Literature; Culture; Environment; Ecocriticism; Ecofeminism; Animal Studies; Bio-art; Environmental Ethics

CFP: Autumn 2018

Much contemporary thinking on nature and our relationship with it is shaped by myths. While some myths reflect concern for a lost harmony with the natural environment, others express a will to subdue it. In the Western world, the most influential sources are the Greek myths and the Bible. Certain passages of the latter, for example, have been used to legitimize the subjugation of nature by humankind (Genesis, 1, 28). After the Flood, however, God extends his covenant not to destroy life again not merely to Noah, but to all creatures, and animals and plants are accorded equality with human beings (Genesis, Chapters 9 and 32, and Isaiah, Chapter 11). Myths conveying a nostalgia for harmony with nature (the golden age, paradise lost) and the negative consequences of deforestation and disregard for the environment are examined in historical overviews of nature in world culture such as Clarence Glacken’s Traces on the Rhodian Shore, Carolyn Merchant’s Reinventing Eden, Robert Pogue Harrison’s Forests: The Shadow of Civilization, and Simon Schama’s Landscape and Memory. In Norse mythology, heroes like Sigurd and gods like Ó∂inn communicate with birds, and Zoroastrian eschatology includes belief in future restoration of the primal perfection of creation. Many myths are rooted in animist beliefs in sacred trees, animals and springs, whose deities demand respect and punish those who do not show it. Since Lynn White Jr.’s reflections on “The Historical Roots of Our Ecologic Crisis” in the 1960s, it has frequently been claimed that Judeo-Christian theology swept away the pagan animism encapsulated in myths and normalized exploitation of the natural world, thereby precipitating the environmental crisis.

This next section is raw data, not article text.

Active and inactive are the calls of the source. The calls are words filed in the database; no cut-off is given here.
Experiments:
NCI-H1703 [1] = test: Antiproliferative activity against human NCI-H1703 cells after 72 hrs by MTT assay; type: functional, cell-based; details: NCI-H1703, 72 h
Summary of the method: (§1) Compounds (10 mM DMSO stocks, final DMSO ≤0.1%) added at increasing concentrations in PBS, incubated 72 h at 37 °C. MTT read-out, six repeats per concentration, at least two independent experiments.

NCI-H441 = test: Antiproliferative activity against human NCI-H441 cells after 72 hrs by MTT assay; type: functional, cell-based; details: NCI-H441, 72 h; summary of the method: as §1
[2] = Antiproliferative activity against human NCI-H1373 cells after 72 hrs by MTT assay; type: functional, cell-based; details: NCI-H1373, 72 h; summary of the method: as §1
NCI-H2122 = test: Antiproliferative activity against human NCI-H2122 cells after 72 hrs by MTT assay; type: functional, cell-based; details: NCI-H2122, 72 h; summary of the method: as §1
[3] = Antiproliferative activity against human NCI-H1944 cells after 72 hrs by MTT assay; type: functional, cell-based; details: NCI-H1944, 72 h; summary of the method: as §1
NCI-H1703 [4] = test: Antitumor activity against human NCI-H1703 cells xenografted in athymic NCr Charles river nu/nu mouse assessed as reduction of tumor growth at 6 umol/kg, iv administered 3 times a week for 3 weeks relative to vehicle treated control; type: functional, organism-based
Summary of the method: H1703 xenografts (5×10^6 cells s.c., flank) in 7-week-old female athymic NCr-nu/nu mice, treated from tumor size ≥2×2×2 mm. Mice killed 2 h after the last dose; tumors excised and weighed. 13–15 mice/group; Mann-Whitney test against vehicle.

As well as shaping a world threatened with the disappearance of species, myths exemplifying the conquest of nature have served to validate the hierarchy of power between the genders. Parallels between the exploitation of women and natural resources have been explored by different branches of ecofeminism, which have repeatedly drawn on mythological stories in support of their critiques of the development of this domination, and their fight against it. (See Carolyn Merchant’s The Death of Nature and Val Plumwood’s Environmental Culture.)